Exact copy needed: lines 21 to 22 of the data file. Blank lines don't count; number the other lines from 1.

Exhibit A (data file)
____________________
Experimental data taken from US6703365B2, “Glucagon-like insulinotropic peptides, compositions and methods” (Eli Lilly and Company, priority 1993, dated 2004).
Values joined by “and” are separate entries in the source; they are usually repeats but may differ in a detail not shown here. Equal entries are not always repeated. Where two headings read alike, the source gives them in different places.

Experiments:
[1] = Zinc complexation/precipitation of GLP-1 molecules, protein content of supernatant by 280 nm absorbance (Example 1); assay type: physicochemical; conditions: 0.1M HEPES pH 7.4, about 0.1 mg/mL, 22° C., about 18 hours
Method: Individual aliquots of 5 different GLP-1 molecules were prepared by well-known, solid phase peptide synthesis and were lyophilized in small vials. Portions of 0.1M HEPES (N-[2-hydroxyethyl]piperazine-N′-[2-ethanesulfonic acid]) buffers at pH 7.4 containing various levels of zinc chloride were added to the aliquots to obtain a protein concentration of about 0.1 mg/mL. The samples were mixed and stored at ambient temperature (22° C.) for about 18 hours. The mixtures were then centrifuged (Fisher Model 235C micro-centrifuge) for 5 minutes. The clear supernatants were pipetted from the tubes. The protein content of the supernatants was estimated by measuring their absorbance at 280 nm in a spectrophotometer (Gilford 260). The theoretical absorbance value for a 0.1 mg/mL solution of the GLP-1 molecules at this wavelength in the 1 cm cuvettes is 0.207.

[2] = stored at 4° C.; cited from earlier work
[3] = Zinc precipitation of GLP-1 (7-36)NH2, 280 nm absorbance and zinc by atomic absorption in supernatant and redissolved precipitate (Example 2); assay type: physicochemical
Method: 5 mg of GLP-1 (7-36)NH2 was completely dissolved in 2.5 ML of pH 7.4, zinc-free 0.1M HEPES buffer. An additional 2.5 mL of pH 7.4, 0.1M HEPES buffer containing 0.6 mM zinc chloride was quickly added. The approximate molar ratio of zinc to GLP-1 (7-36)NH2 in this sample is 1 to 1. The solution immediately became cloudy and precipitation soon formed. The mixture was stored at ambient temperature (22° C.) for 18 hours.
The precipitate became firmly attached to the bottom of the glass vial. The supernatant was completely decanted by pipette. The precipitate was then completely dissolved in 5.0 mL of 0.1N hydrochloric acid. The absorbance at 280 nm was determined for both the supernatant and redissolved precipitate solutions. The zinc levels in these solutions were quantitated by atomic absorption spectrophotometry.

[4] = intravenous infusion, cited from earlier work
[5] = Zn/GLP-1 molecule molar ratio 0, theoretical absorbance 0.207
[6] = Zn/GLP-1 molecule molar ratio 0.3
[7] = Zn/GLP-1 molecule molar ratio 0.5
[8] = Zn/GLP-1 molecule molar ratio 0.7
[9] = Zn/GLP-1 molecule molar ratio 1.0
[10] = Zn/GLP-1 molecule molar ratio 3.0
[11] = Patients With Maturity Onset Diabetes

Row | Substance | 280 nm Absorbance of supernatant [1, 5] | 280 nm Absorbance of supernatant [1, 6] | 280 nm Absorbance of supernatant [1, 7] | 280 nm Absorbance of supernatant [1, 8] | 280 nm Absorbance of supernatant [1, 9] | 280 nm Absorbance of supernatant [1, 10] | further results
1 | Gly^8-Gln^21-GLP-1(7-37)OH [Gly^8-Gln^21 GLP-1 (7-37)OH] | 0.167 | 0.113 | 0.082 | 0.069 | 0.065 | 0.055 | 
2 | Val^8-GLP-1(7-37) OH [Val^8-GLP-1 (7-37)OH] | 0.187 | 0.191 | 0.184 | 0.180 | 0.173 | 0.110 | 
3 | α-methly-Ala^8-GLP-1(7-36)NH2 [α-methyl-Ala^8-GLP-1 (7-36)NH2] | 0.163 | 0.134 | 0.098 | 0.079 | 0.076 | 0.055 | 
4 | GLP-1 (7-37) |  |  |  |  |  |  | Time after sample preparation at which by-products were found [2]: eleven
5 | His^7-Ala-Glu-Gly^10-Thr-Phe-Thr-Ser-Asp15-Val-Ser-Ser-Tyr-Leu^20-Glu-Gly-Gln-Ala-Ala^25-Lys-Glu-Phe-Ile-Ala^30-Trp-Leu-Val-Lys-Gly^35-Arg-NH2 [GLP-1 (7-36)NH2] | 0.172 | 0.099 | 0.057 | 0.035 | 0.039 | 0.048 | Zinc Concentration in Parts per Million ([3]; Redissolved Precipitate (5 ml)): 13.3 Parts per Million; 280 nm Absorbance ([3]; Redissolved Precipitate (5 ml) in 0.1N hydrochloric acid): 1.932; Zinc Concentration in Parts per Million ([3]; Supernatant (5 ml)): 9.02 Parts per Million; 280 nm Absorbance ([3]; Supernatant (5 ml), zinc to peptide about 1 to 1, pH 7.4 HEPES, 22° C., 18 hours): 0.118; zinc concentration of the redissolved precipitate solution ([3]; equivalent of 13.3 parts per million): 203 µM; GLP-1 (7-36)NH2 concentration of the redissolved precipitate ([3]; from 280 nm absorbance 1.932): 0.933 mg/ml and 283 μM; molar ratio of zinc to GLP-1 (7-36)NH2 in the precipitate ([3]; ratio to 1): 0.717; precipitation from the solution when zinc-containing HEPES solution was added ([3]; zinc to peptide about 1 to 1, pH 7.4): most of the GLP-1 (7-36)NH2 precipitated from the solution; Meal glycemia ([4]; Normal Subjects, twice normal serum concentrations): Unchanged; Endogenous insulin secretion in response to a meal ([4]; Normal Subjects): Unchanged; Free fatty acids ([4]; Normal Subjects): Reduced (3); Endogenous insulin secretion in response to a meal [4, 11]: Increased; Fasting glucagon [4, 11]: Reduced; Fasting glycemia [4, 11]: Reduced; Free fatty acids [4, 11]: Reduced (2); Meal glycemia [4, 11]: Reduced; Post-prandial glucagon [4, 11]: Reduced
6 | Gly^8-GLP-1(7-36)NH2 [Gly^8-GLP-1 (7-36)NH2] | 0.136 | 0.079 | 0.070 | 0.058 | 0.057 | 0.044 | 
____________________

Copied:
3 | α-methly-Ala^8-GLP-1(7-36)NH2 [α-methyl-Ala^8-GLP-1 (7-36)NH2] | 0.163 | 0.134 | 0.098 | 0.079 | 0.076 | 0.055 | 
4 | GLP-1 (7-37) |  |  |  |  |  |  | Time after sample preparation at which by-products were found [2]: eleven